Thursday, March 03, 2005

Why I Try Not to Use the Word "Sin"

Not too long ago a new person at Cedarbrook wrote to us and said they probably weren't going to return often to Cedarbrook because they noticed that I purposefully used the word "mistakes" instead of the word "sin" in my sermon. I guess they saw that as a moral and theological compromise on my part. So, let me explain.

I often use synonyms or descriptive phrases for "sin" when I speak- for a very definite reason - the word "sin" carries all kinds of double meanings and baggage. I purposefully don't use it because I don't want someone assuming I mean "x" when I really mean "y". ( I do the same for other words like "Christian", "saved", sanctified, etc.)

For example, to many unchurched people (many whom attend Cedarbrook), "sin" implys that they are evil and therefore God doesn't like them. Sin is thought of in terms of "big" things like murder or adultery, etc. and not in terms of more hidden issues like greed or anger or envy.

Biblically, "sin" is falling short of God's glory - or perfection. That being true, every thing that I do is sin because I don't do anything perfectly. My understanding of sin is not exclusive (pointing the finger at bad people) but inclusive - meaning that I'm fully aware that we are all in the same boat and therefore need to work together to cling to Jesus for salvation.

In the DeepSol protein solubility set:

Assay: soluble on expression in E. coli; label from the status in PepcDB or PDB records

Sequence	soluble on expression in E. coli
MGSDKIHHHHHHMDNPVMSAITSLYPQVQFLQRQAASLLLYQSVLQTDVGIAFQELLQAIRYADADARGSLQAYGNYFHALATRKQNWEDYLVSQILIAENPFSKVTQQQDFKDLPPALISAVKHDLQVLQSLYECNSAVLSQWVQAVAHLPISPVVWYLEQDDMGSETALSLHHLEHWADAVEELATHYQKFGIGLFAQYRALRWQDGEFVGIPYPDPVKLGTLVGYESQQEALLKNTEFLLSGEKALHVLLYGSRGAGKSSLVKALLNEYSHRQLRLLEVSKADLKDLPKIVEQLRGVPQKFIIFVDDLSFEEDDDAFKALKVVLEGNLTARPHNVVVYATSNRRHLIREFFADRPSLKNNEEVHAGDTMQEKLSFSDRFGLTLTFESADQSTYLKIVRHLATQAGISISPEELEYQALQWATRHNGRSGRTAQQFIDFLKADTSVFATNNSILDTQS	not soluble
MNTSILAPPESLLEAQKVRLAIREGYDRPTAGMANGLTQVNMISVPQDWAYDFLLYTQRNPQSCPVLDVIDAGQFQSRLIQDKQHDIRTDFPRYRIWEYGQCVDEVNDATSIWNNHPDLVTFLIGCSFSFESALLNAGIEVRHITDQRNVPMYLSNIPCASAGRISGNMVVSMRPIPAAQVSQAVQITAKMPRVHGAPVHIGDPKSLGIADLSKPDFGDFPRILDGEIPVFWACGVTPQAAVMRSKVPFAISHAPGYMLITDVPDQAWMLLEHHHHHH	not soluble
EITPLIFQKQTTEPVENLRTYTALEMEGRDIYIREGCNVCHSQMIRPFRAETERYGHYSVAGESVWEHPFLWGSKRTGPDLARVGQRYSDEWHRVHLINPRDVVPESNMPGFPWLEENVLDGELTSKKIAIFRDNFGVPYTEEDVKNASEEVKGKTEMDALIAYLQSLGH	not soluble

If everyone understood sin like I do, I'd always use the word sin. But few do. Using the word "sin" brings more confusion and reinforces bad theology. So I rarely use it unless I've defined the word in context.

One thing very different about Cedarbrook, compared to other churches, is that we tailor everything (as much as possible) to be understood by unchurched, bibilically ignorant people. We don't "dumb things down" intellectually but we do try to use terms that everyone understands and can relate to. For some well churched people, it takes time getting used to this because they are more comfortable with a well established Christian vocabulary. But I'm very committed to speaking in a language that people can understand so they are drawn to God and do not prematurely reject him simply because they misunderstood a term used.

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